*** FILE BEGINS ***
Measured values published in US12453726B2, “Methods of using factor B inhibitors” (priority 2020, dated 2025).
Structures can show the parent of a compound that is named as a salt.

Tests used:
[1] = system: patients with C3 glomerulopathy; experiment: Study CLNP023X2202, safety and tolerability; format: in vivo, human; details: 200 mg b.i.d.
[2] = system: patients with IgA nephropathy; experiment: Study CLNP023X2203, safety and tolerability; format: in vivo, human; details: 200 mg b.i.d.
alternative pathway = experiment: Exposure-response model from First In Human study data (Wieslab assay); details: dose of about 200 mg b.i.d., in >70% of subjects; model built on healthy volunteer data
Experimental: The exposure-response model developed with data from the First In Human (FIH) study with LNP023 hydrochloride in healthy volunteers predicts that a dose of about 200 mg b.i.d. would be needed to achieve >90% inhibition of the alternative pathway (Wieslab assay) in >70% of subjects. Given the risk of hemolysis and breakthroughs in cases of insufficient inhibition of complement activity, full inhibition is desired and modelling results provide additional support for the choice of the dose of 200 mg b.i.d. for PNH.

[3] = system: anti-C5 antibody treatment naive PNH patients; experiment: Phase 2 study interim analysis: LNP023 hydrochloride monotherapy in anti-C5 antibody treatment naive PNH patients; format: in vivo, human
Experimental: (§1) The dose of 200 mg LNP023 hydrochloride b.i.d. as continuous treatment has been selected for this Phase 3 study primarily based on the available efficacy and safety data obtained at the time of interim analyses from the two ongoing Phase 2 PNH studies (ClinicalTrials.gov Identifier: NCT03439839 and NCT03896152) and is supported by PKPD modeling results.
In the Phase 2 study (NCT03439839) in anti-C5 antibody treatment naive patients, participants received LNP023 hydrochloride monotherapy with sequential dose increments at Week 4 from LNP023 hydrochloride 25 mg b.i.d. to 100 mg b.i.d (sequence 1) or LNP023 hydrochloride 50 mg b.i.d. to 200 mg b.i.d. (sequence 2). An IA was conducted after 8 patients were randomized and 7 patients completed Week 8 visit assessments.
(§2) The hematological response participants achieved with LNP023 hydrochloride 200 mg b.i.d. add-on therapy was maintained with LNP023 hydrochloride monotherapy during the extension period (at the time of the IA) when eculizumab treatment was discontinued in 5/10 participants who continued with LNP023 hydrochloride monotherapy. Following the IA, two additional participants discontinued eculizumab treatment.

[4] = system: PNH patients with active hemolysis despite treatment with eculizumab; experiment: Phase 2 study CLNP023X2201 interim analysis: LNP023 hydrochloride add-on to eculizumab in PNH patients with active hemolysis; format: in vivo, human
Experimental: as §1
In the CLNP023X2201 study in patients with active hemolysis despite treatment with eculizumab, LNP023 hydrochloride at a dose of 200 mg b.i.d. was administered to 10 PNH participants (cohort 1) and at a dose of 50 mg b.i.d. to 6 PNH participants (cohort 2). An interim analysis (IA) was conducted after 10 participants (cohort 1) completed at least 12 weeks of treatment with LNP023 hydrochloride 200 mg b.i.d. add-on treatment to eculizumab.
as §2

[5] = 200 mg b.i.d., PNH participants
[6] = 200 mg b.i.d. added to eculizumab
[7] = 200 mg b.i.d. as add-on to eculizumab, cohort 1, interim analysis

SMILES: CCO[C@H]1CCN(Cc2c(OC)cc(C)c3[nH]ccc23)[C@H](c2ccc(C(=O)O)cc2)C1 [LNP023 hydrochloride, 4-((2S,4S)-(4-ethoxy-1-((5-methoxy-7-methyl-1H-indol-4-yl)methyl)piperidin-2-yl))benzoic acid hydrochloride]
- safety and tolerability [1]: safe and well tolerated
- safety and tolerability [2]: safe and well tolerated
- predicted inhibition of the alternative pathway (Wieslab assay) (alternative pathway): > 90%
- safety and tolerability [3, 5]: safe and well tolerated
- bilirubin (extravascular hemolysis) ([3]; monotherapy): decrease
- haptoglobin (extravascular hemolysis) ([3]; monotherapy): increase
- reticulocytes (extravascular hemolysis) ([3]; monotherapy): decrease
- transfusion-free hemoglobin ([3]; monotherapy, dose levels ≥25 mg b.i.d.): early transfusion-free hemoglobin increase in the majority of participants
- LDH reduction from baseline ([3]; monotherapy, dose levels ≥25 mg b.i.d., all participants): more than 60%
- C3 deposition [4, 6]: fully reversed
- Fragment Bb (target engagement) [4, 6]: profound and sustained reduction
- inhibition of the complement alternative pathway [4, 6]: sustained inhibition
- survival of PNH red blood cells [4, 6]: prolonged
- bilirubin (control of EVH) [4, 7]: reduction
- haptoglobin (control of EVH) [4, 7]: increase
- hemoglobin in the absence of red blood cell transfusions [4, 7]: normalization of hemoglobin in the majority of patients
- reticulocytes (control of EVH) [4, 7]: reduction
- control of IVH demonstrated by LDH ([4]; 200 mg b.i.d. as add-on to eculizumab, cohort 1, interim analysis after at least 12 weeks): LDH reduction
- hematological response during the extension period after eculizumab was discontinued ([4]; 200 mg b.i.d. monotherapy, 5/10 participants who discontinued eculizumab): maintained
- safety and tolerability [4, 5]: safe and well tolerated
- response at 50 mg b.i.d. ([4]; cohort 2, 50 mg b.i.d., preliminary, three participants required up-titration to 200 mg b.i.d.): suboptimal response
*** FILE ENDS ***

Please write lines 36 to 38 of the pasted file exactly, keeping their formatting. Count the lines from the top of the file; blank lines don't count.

- reticulocytes (control of EVH) [4, 7]: reduction
- control of IVH demonstrated by LDH ([4]; 200 mg b.i.d. as add-on to eculizumab, cohort 1, interim analysis after at least 12 weeks): LDH reduction
- hematological response during the extension period after eculizumab was discontinued ([4]; 200 mg b.i.d. monotherapy, 5/10 participants who discontinued eculizumab): maintained